final decision (update:RISD and Michigan Ann Arbor)

Hi everyone,
I 'm an international transfer student (undergraduate) from china.

I’ve been admitted to several id programs includes : RISD(apr.26)/Michigan ann arbor(apr.27)/CCA/Syracuse/RIT/UIUC/OSU
wait list : PRATT/UC
and I haven’t got any updates from : GIT
rej : CMU

As an international student,I wont be able to visit any of these schools.It’s hard to tell which program is better from the website.
But luckily I found this amazing website to turn for advice.

I wish to go to a school that:

1.Have solid programs
2.easy to find internship/job opportunities(does location matters?)
3.good facilities
4.Leading the trends in design/Young and competitive atmosphere. related skills(research/business/marketing)

It will be great if you guys can give me some advice!

A few general comments:

Pick somewhere you’ll want to live for 4 (or 5 years). You want to make sure you’re going to be happy in school, and California is going to be completely different socially/culturally/thermally from the cold winters of Upstate NY (Syracuse/RIT).

I can’t stress enough it would be worth visiting the college you want to pick. Keep in mind at any of these schools you’re going to be paying at least $100,000-200,000 in tuition. Spending $2000 on a flight and a few nights in a hotel is worth it to make sure you’re making the right choice. You’ll spend 10x that amount if you decide after the first semester that you are miserable and want to change schools. Plus you should make sure the environment is a place you want to be.

1 - University vs art school is up to you and your personal preferences. I wanted to go to a university (Virginia Tech) because I wanted a school that had a football team, and where not everyone was an art student. Art students are a “unique” group of people, and frankly I found myself spending more time with non-designers during my time at school than I did with other ID students. Generally at a University you’ll have more input from other programs and chances for collaboration with students of other disciplines, which can be a benefit. But if you love the art school type then
2- Location is less important from an employment perspective . It’s a global community and most networking will happen through contacts at your school, along with your willingness to network at events like IDSA conferences. At the end of the day, a good portfolio is more important than where you currently live. There are ID jobs all over the country.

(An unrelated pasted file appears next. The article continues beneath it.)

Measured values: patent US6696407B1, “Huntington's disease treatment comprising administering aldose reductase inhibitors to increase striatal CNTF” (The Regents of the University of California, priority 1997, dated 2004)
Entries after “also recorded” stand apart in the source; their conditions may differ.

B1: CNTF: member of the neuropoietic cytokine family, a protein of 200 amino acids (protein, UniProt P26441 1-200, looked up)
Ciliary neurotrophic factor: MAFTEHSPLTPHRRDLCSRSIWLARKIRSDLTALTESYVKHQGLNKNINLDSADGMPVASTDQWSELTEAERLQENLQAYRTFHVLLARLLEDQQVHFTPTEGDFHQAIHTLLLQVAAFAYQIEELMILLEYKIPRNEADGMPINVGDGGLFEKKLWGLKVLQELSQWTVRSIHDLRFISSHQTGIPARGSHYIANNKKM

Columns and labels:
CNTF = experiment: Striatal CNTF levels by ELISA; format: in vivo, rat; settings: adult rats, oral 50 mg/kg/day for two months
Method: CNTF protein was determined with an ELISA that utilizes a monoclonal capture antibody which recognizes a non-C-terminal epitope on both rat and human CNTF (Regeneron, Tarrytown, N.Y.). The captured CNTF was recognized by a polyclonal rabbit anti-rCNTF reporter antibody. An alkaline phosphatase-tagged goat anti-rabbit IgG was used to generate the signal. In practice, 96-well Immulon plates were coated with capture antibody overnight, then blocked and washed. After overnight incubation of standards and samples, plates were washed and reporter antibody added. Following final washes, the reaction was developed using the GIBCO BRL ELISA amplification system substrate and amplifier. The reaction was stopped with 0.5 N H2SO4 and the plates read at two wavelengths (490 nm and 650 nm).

3 - No idea about this.
4. Realistically most people who have MFA’s in ID don’t have a bachelors. In my experience, those candidates that I’ve seen who have both a BA and MFA in ID were generally not taking the career very seriously during their bachelors years, and wouldn’t be employable after their BA. The expectation is much higher for an MFA student and again, in my opinion I don’t care how much schooling or what degree you have. If you have a great portfolio I’d want to hire you. If you have a crap portfolio and a wall of diplomas and research papers on your resume, you’re going into the trash bin.
4 -

Thanks for your reply,Mike.Your have been really helpful!

I’m still in university in china for now,but I’ll try to visit these school.

I know wether if I can become a good designer is 80% depends on how hard I work.
And now I just want to choose a school which has a strong ID program.

1.From your point of view ,which school offer better program and which of them is leading the trend?
2.In the process of learning,I think it’s very important to see some good design with your own eyes.If I choose UIUC/OSU ,would it be hard for me to go to shops with good design products?

Thanks again!

I received accept letters from RISD yesterday and Michigan Ann Arbor’s today!
I’m probably going to RISD.
But is ID program practical there?Is graduates there very competitive in job field?

Hi Alice1234,

I am an undergrad in RISD now – I will respond in more detail soon.

RISD is nice in that you are able to take a lot of different courses depending on your interest.

That being said, it can be a tough if you don’t know what you want to do. For example, I am into more traditional ID and found it frustrating that I had to take classes outside of ID to fulfill requirements. After sophomore year (the first ID year) there isn’t a whole lot of focus on technical skills (esp. visual communication and computers, though you can learn a lot about traditional materials like ceramics, wood, casting, etc.). This just means that you will be forced to do things on your own, but maybe the forced initiative isn’t a bad thing. In hindsight, I should have looked more about what I wanted to do in Industrial Design before coming, but I do not regret the decision … I will give this a little more though and get back to you here. Feel free to post / pm me with any questions!

Hi Robbie,

Thanks for your reply!

RISD is my dream school and I’m really surprised and trilled when I received the mail!

I’ve studied ID for 2 years in China.Although I’m not determined about what I want to design in the future, I feel like I’ve found my interest in house ware/furniture.

I think it’s really cool that we can take courses outside of ID!Just the thought of it makes me feel excited!I also hoped that I can take photography class there.

The only thing I’m worrying about is the tuition.It’s so expensive and I feel bad that my parents are paying so much money for me.

And I’m wondering:1.How is the social life/activities in RISD?
2.Have you ever take class in Brown?
3.what do you think is the shortage of this program?

That is cool that you have studied before! They have been known to be picky about transferring credits from other schools but I think you should be able to opt out of the sophomore / first year ID.

  1. There are a decent amount of activities, but with school and all, it is easy to lose track of them. You will probably get to know the ID people well but each major can be isolated.